I should have mentioned Joseph was out because of a cousin of mine (who I’m close with!) I would always think of him.
Darn I should have mentioned last name starts with L. My name Giacor is abbreviated for use as a username. My name is Giovanna and my last name is the same number of letters, starting with a C. I kept my last name. Which makes this whole thing more interesting!! 🙂
I LOVE so many of these names!!! I’ve got a great list to discuss with my husband now. Thank you so much!
You are considering a 5th due to family tradition. I think that is great. For the girl, why not consider an honor name for you. If Giacor presents more pronunciation issues than you’d like, would you consider Cora?
Quincy is my favorite nickname for a #5. There’s always the possibility that you do a James Joseph SecondMiddleName LastName and the little guy goes by the Second Middle Name.
C in DC says
Would calling him Giaco/Jocko be too close to your own name? That was the first thing that popped into my head. I love Joseph as a name, so I would just use that. Jem is a great suggestion (I too thing of To Kill a Mockingbird), or if you like Scout, use that as a nn. (James -> Jem -> Scout). You can also get Seph or Jeph/Jeff from Joseph.
Brainwave–What about Hamish!? It’s the Scottish version of James. Always makes me think of Four Weddings & A Funeral…. He’s the man Carrie (Andie MacDowell) marries much to Hugh Grant’s character’s dismay. I love the name Hamish!
Oops I see it was already suggested. Sorry I got excited! Ha.
Oops, I see it’s already been suggested. I second it then!
Girls (sorry for the repeats):
Juniper; Clementine; Hazel; Willow; Wren; Violet; Lily; Magnolia; Dixie; Jessamine; Maple; Dahlia; Pearl; Lila; Lilac; Lavender; Linnea; Ivy; Iris; Jasmine; Leilani; Primrose; Daphne; Fern; Briony; Clover; Delphine; Fleur; Rose; Aster; Gardenia; Heather; Jonquil; Poppy; Zinnia; Clary
Boys: This is tricky… I would
Jem (Love this from To Kill a Mockingbird! If Harper & Atticus are in, why not Jem!?)
Jock (this is the Scottish variation of Jack: http://nameberry.com/babyname/Jock)
Jes/Jesse? (Jesse James… maybe? not too much of a stretch?)
Jaim (close to Jamie but not quite…might work?)
I also like Penn!
I love Five for a fifth generation boy! I also love Jem, Joss and Penn. My dad was Buddy as a kid (Warren the Second) and he’s still going by Buddy in his 50s. It’s definitely something you should think about.
My favorite of these girls’ names is Jessamy.
Sara A. says
Love James, nn Jem!
Magnolia and Daphne bring to mind Dahlia
Sara A. says
Joss is a nickname for Joseph to add to the list…
Though I totally get the pressure to continue this tradition, I think March has a point–you don’t seem to like common boys’ J names/nicknames, and yet you’re using two of them! I happen to love the name James, but if I didn’t, I think I might fight back on this.
If I were you, and didn’t feel drawn to any of the obvious nicknames (most of which you’ve ruled out), then I support Abby’s second suggestion: picking something completely random and using that consistently from the beginning. I would go with something less nicknamey than Buddy (since it sounds like you will be wanting to use it long after he is no longer a little kid) but still clearly some sort of derivative nickname–personally, I would have a negative reaction to “His name is James Joseph, but we call him Sebastian.” If the alternate name isn’t going to start with a J, then I think you might as well not try too hard to tie it to the actual names, since the connection will require an explanation either way (e.g., no one will easily link Amos to James Joseph). Some ideas:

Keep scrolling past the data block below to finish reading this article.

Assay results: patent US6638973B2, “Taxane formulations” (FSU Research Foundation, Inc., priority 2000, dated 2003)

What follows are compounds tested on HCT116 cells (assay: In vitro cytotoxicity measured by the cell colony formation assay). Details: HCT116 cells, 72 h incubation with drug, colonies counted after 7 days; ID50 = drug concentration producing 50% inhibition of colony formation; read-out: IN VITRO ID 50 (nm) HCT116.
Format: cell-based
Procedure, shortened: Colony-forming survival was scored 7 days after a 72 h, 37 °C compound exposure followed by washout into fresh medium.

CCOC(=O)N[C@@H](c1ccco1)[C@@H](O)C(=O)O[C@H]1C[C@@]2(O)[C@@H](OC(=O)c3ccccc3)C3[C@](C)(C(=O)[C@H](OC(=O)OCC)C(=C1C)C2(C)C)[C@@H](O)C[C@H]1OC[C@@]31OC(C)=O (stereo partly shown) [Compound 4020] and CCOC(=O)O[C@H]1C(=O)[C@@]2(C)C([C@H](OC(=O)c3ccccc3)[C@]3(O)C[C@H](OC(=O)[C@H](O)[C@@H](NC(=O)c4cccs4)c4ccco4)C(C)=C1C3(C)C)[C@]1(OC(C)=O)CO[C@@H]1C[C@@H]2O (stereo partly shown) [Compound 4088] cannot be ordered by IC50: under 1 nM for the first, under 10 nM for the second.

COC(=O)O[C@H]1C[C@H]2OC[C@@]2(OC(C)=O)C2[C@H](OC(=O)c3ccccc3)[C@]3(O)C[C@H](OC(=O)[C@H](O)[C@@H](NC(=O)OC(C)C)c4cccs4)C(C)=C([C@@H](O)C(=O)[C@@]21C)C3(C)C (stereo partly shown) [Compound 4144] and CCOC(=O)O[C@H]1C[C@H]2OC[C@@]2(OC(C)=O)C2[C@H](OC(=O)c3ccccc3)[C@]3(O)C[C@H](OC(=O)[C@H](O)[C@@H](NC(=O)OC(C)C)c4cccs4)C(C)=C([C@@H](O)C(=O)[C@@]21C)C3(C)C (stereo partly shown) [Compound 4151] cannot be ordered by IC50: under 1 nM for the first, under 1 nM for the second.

Jag/Jagger (works especially nicely if there’s a hard ‘G’ in his surname)
Jet (works especially nicely if there’s a hard ‘T’ in his surname)
I knew a Joseph who went by Joby (JOE-bee). I thought it was the sweetest nickname for a little boy — and when he gets older, he will probably use whatever nickname his friends give him anyway.
I don’t think 80’s glam when I hear Jem, I think Anne of Green Gables! It’s totally what I’d go for.
I’m in the South as well, and Quin or Quint is the most common nickname for the 5th among my acquaintances. I do know one Cinco. I really think any play on 3rd, 4th, 5th, etc., has a Southern vibe in itself. No advice on the girls really, except obviously a double name is the epitome of screaming “I’m from the South!”
Jem is also the name of the first son in Anne of Green Gables. I find it very appealing.
How about calling him Jameson? You could use Sonny as a nickname.
Jeb for a boy is a great idea. There’s also Chip (as in chip of the old block, I guess). My grandfather went by Chip his whole life, and it was a long time until I even realized that his actual, given name had nothing to do with “Chip”.
I like someone’s suggestion of Clementine for a girl. It sounds Southern to me (but what do I know; I am a NYer), and it also works well with a French surname.
What about calling him Giuseppe? Italian for Joseph, it honors your Italian heritage.. You could also call him Seppe as a short form. Also Jas, which is what Captain James Hook went by in a book I read, and I think it has a nice ring.
For a girl maybe Delphine (my favorite French name), Zinnia, Florence or Flora, Cosette or Colette (both seem French and Southern simultaneously), Dahlia, Pearl, Iris, Bryony, Cecily or Fiorella (means little flower/flower in Italian).
Honestly, if a boy will be James Joseph V, I wouldn’t go too ‘out there’ with variants – Jamie, Joe, Joey or Jay (as opposed to JJ) would work, but anything more obscure or tangential is likely just going to confuse people. If, say, Jay and James proves to be too confusing, it is likely a nickname for your son will arise organically. I’m not convinced overplanning it ahead of time is the way to go.
Magnolia was my first thought as well, but I think Margot could work well – it is, after all, derived from Marguerite, which is both floral and French. I thought of Dahlia as well, and I like the suggestion of Jessamine, though that might make for a lot of Js in the house if you wind up having a James Joseph V later! Some other possibilities: Louisa, Adele, Dorothy or Dorothea, Hazel, Susannah, Clementine, Camilla, Anne, Ada, Clara, Flora.
How about Jep, Ames, Joss, or Seph (from Joseph)? You could also call him Jameson. James’ son.
For a girl, I love Magnolia and Marigold. How about Georgia or Clementine?
So many great suggestions!
Also I like Jay.